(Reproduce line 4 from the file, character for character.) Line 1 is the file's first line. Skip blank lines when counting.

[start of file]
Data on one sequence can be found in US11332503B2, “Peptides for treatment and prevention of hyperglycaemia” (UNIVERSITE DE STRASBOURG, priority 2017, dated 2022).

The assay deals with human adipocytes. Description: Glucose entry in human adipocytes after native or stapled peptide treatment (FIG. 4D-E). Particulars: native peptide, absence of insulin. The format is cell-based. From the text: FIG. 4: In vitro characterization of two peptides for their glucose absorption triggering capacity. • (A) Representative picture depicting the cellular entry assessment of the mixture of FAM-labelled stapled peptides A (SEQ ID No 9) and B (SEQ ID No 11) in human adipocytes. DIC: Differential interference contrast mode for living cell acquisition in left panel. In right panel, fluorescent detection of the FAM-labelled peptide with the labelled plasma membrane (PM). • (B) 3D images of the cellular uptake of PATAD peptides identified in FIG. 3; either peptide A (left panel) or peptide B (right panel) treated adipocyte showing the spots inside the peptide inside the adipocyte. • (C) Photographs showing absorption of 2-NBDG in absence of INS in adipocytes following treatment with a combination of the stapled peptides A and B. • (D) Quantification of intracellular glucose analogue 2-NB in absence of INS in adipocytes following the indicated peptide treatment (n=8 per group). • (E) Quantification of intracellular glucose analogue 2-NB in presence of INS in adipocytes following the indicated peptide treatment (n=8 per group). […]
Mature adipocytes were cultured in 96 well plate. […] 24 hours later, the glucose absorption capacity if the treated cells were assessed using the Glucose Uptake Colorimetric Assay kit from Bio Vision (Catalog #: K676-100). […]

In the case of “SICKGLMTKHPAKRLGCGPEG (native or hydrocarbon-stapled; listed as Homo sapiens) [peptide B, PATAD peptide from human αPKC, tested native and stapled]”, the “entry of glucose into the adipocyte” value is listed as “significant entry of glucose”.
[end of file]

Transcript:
In the case of “SICKGLMTKHPAKRLGCGPEG (native or hydrocarbon-stapled; listed as Homo sapiens) [peptide B, PATAD peptide from human αPKC, tested native and stapled]”, the “entry of glucose into the adipocyte” value is listed as “significant entry of glucose”.